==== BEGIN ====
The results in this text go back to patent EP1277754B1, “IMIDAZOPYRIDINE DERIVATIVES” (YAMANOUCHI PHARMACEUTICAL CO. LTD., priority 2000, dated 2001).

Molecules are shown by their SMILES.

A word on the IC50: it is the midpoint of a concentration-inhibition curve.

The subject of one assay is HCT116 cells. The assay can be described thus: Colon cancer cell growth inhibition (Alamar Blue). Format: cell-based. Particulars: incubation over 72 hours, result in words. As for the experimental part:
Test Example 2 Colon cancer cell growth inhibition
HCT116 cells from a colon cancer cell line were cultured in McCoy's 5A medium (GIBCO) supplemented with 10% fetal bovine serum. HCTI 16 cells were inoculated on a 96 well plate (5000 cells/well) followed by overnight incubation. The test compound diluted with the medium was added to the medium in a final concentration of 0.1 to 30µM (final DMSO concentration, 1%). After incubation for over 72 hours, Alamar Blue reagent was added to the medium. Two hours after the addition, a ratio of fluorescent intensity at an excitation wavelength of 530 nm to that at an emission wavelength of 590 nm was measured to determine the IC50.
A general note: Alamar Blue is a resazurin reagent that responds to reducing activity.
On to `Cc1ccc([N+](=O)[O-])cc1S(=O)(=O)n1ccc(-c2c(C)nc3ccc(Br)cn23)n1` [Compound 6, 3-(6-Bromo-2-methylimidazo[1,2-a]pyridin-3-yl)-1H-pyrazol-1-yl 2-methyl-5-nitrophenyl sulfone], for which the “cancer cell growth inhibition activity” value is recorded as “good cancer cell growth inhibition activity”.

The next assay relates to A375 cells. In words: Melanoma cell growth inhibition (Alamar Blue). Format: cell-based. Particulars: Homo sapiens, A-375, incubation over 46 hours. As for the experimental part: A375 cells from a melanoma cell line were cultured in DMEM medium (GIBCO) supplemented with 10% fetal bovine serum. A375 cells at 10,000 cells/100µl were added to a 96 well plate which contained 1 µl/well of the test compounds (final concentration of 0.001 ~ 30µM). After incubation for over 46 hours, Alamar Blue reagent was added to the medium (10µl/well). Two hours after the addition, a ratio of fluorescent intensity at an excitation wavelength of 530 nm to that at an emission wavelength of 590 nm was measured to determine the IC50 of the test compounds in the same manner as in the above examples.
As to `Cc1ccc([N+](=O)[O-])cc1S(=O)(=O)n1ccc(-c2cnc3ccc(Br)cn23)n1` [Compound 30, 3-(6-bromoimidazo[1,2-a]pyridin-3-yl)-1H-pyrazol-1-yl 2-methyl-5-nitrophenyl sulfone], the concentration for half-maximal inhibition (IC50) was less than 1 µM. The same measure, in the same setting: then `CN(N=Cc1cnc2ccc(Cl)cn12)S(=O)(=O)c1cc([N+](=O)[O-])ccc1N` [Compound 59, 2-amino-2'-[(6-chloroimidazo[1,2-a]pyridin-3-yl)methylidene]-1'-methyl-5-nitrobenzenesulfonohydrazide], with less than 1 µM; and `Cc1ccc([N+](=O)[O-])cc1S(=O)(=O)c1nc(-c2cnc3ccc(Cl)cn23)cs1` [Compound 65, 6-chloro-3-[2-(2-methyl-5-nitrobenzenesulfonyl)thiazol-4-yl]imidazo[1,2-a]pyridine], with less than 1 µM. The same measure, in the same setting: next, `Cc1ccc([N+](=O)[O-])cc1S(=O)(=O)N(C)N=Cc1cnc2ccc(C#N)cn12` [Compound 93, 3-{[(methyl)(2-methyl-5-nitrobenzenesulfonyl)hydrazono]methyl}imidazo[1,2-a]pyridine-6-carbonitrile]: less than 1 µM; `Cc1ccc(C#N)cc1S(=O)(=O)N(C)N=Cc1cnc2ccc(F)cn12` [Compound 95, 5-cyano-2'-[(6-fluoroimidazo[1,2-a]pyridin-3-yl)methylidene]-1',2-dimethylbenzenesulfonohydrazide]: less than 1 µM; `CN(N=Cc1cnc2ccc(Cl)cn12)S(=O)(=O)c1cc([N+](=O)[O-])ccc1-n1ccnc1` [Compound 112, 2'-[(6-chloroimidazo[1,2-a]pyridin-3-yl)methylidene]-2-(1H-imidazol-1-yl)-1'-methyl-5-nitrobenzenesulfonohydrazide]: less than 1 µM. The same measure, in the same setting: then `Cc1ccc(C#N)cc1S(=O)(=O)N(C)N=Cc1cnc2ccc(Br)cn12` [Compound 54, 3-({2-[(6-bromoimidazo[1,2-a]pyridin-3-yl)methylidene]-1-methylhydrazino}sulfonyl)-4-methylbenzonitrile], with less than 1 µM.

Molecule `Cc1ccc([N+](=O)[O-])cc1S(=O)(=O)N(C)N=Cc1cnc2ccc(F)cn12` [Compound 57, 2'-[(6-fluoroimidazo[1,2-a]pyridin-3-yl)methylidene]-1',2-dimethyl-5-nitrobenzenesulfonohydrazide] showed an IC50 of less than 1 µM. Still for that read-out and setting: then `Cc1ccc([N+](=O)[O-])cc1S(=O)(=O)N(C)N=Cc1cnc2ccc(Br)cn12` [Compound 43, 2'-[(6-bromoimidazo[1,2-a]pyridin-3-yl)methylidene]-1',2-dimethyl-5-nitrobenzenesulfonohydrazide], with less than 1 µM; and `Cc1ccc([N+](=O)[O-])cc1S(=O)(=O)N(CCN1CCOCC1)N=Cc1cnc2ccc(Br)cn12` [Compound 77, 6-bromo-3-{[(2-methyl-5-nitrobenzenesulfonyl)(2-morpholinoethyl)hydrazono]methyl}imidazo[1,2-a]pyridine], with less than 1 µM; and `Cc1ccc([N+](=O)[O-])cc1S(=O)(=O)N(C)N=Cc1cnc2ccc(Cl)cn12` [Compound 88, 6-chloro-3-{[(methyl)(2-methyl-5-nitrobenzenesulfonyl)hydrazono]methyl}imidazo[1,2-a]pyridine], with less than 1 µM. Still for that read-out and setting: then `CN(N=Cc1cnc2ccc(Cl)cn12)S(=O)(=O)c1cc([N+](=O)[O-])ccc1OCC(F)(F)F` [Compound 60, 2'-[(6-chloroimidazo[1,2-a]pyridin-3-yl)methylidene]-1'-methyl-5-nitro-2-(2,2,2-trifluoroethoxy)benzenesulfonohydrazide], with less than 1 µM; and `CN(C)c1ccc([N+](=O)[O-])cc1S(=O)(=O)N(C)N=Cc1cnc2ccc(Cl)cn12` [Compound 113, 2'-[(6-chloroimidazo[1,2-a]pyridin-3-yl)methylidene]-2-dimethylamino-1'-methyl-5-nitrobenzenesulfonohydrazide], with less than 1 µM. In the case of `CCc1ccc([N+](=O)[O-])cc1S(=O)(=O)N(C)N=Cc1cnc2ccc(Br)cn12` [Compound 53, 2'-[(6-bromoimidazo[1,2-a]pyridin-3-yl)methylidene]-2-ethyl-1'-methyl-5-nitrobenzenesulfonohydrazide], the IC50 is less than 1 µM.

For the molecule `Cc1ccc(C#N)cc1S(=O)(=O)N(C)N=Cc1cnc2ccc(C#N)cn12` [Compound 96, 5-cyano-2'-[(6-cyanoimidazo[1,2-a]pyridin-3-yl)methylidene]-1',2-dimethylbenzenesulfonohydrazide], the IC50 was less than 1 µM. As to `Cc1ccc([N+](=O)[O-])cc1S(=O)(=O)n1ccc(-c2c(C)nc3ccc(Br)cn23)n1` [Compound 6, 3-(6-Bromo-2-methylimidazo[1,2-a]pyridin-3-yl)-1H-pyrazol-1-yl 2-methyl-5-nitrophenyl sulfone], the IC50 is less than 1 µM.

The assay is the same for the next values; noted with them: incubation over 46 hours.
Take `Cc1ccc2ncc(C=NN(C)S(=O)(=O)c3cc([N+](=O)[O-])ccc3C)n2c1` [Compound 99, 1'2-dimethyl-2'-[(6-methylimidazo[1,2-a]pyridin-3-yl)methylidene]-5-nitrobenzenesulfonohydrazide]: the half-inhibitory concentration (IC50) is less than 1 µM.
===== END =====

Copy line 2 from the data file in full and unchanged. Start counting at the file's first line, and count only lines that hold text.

Molecules are shown by their SMILES.